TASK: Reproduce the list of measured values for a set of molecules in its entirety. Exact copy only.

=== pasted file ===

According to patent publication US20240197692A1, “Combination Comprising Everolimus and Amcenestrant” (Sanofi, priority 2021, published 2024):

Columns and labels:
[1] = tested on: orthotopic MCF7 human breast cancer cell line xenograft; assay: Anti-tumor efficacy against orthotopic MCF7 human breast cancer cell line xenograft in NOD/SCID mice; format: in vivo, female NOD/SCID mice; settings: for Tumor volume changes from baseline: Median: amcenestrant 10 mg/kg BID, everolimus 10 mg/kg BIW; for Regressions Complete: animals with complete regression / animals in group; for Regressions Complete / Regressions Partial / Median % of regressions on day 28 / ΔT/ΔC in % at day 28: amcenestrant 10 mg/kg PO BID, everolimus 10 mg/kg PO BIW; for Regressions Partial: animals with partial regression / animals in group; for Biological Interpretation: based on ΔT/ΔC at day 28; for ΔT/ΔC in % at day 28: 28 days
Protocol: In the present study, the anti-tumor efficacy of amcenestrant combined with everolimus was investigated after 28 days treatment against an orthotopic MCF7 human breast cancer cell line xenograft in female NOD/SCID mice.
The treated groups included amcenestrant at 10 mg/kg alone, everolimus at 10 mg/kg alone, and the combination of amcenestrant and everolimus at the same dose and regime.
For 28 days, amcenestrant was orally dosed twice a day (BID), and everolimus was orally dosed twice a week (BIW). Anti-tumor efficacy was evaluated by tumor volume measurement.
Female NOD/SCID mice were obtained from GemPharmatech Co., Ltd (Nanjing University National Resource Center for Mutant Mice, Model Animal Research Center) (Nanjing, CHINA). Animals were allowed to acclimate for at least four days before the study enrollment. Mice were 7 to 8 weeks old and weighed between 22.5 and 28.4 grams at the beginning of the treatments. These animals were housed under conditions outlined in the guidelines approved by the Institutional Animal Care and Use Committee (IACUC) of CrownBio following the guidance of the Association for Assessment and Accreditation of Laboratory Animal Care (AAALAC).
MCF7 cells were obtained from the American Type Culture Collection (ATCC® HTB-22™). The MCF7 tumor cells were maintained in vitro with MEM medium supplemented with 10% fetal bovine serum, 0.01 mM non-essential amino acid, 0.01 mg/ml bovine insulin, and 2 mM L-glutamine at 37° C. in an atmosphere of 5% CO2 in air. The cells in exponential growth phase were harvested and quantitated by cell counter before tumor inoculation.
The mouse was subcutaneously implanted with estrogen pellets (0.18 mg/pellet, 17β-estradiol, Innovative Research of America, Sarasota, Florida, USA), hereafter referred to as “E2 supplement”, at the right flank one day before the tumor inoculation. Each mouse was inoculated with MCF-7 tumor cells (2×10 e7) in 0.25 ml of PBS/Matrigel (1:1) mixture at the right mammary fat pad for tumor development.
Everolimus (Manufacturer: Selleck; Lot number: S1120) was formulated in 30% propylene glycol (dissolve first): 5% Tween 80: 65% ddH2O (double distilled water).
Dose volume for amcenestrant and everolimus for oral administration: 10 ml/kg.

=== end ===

According to patent publication US20240197692A1, “Combination Comprising Everolimus and Amcenestrant” (Sanofi, priority 2021, published 2024):

Columns and labels:
[1] = tested on: orthotopic MCF7 human breast cancer cell line xenograft; assay: Anti-tumor efficacy against orthotopic MCF7 human breast cancer cell line xenograft in NOD/SCID mice; format: in vivo, female NOD/SCID mice; settings: for Tumor volume changes from baseline: Median: amcenestrant 10 mg/kg BID, everolimus 10 mg/kg BIW; for Regressions Complete: animals with complete regression / animals in group; for Regressions Complete / Regressions Partial / Median % of regressions on day 28 / ΔT/ΔC in % at day 28: amcenestrant 10 mg/kg PO BID, everolimus 10 mg/kg PO BIW; for Regressions Partial: animals with partial regression / animals in group; for Biological Interpretation: based on ΔT/ΔC at day 28; for ΔT/ΔC in % at day 28: 28 days
Protocol: In the present study, the anti-tumor efficacy of amcenestrant combined with everolimus was investigated after 28 days treatment against an orthotopic MCF7 human breast cancer cell line xenograft in female NOD/SCID mice.
The treated groups included amcenestrant at 10 mg/kg alone, everolimus at 10 mg/kg alone, and the combination of amcenestrant and everolimus at the same dose and regime.
For 28 days, amcenestrant was orally dosed twice a day (BID), and everolimus was orally dosed twice a week (BIW). Anti-tumor efficacy was evaluated by tumor volume measurement.
Female NOD/SCID mice were obtained from GemPharmatech Co., Ltd (Nanjing University National Resource Center for Mutant Mice, Model Animal Research Center) (Nanjing, CHINA). Animals were allowed to acclimate for at least four days before the study enrollment. Mice were 7 to 8 weeks old and weighed between 22.5 and 28.4 grams at the beginning of the treatments. These animals were housed under conditions outlined in the guidelines approved by the Institutional Animal Care and Use Committee (IACUC) of CrownBio following the guidance of the Association for Assessment and Accreditation of Laboratory Animal Care (AAALAC).
MCF7 cells were obtained from the American Type Culture Collection (ATCC® HTB-22™). The MCF7 tumor cells were maintained in vitro with MEM medium supplemented with 10% fetal bovine serum, 0.01 mM non-essential amino acid, 0.01 mg/ml bovine insulin, and 2 mM L-glutamine at 37° C. in an atmosphere of 5% CO2 in air. The cells in exponential growth phase were harvested and quantitated by cell counter before tumor inoculation.
The mouse was subcutaneously implanted with estrogen pellets (0.18 mg/pellet, 17β-estradiol, Innovative Research of America, Sarasota, Florida, USA), hereafter referred to as “E2 supplement”, at the right flank one day before the tumor inoculation. Each mouse was inoculated with MCF-7 tumor cells (2×10 e7) in 0.25 ml of PBS/Matrigel (1:1) mixture at the right mammary fat pad for tumor development.
Everolimus (Manufacturer: Selleck; Lot number: S1120) was formulated in 30% propylene glycol (dissolve first): 5% Tween 80: 65% ddH2O (double distilled water).
Dose volume for amcenestrant and everolimus for oral administration: 10 ml/kg.